5D is a secondary imagery dissemination system designed to give imagery consumers timely and direct access to digital imagery data received from primary collections systems. Images are collected and maintained in one or more global data bases. 5D provides the tools that allow analyst to analyze, process and print the image. Developed by Science Applications International Corporation (SAIC)(VA) for the Office of the Assistant Secretary of Defense (OASD), 5D provides the ability to handle large volumes of digital imagery required by the automated mission support systems and obtain time critical support from theater production centers.
At the highest level of abstraction, the imagery production process is similar for all types of imagery. Imagery data is collected (e.g., by satellite or airplane) and sent to an initial processor; from this processor the data is sent through a dissemination system to a library or database. The imagery files are copied from the database to an exploitation system where intelligence products are generated; the resulting imagery products are returned to the database. Authorized users can access the images they need from this database. This entire process takes place within SCI enclaves for most types of imagery, even though most imagery is at the Secret Collateral level.
The entire 5D program will transition to be under NIMA perview as part of IPL. The EUCOM transition in 1998 laid the ground work for how other transition activities will work. The Image Product Archive /Image Product Library (IPA/IPL) is the migration system to replace the legacy Demand Driven Direct Digital Dissemination (5D) System when delivered. The transition of a site from an imagery dissemination system based on 5D to one based on the IPA will not be a turn key approach. Due to the widespread use of the 5D system and the criticality of the imagery dissemination function, a defined site transition process is required. While the IPA will be the imagery dissemination application, an extensive amount of the imagery community is still tied to the 5D application. The users workload has been increased due to the need to constantly move back and forth between the 5D and IPA applications.
To migrate from the current configuration to the target configuration of the NIL, CIL, and IPL utilizing the common client is seen to be a three phase migration. Phase 1 involves population of IPL from 5D. Phase 2 assumes IPL as the primary method of dissemination to feed 5D. Phase 3 is the total transition off 5D to IPL. IPL 2.0 will allow access to 5D holdings.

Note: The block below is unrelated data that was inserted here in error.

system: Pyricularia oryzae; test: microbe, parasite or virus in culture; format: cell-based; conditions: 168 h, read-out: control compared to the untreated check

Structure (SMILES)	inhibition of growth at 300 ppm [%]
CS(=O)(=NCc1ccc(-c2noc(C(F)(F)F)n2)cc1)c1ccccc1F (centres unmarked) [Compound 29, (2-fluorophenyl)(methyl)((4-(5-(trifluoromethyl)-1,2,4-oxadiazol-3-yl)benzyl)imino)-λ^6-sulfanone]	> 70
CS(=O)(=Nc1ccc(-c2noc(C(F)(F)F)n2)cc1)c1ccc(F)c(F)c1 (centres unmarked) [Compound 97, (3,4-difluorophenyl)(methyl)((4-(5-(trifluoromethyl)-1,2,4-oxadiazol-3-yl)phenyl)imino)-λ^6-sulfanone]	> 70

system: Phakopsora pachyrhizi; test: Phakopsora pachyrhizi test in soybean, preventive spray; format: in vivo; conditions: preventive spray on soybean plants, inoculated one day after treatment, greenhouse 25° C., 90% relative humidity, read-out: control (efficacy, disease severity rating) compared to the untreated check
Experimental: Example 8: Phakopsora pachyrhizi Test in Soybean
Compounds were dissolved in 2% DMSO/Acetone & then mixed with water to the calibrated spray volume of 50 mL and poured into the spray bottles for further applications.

The first phase of migration is targeted at getting the two dissemination systems exchanging information in an automated fashion to allow equal access to products from either client system at a particular site. This phase began with the fielding of IPA 1.2.2 in June 1996, and it differs from the current configuration with the introduction of an automated replication application. Even though the 5D server does not come with these capabilities, maintenance routines written for 5D server to 5D server replication as well as backup functions provide all the pieces required. Due to the replication the user will not be forced to continue to swap from client to client for insertion of data (NITF 2.0 Level 3 and below). While the 5D users will be restricted to each sites repository of products per query, the use of the IPA server will result in access the distributed archive. This increase in product identification should help migrate the users from the 5D to the IPA application.
The second phase of migration concerns removing the dual located 5D server application. This is the first phase where maintenance requirements are reduced. The 5D server will be shut down reducing the upkeep, floor space, and maintenance of the site. Through the use of Mosaic the users will still be able to access those other sites still maintaining a 5D presence. The 5D viewer, through its command line interface, can become another site specified option for the viewer preference off of the IPA client. This will allow all printing, scanning, and product manipulation functions to be maintained. Those sites relying on imagery feeds from or to this site that have not yet migrated to the IPA architecture can continue to do so through the use of the replication application.
The third phase of migration deals with the further development of the Mosaic client interface to one defined by the emerging common client API. The 5D viewer is strictly considered as a possible external viewer along with a number of other COTS and GOTS options that each site can specify and use. The use of the current IPA client may possibly be significantly reduced as the common browser allows equivalent operations.
By early 1998 there was an acknowledgment that 5D will be required for several more years than originally planned. NIMA will fund the current 5D support program beginning in April 1998 to FY2001. IPLs out at sites need to work with 5D more gracefully. The transition plan establishes a team with members from NIMA, IPL developers, SPAWAR, and 5D developers to identify activities to support 5Ds in the theater. Based on benchmark test results, the team should be able to provide better data to the community to facilitate planning. As of late 1999 IPL problems remained at all levels. NIMA continued to work the issue of imagery and geospatial information storage and retrieval and was confident that a solution will be found. In the mean time browsers (e.g., 5D) will be utilized.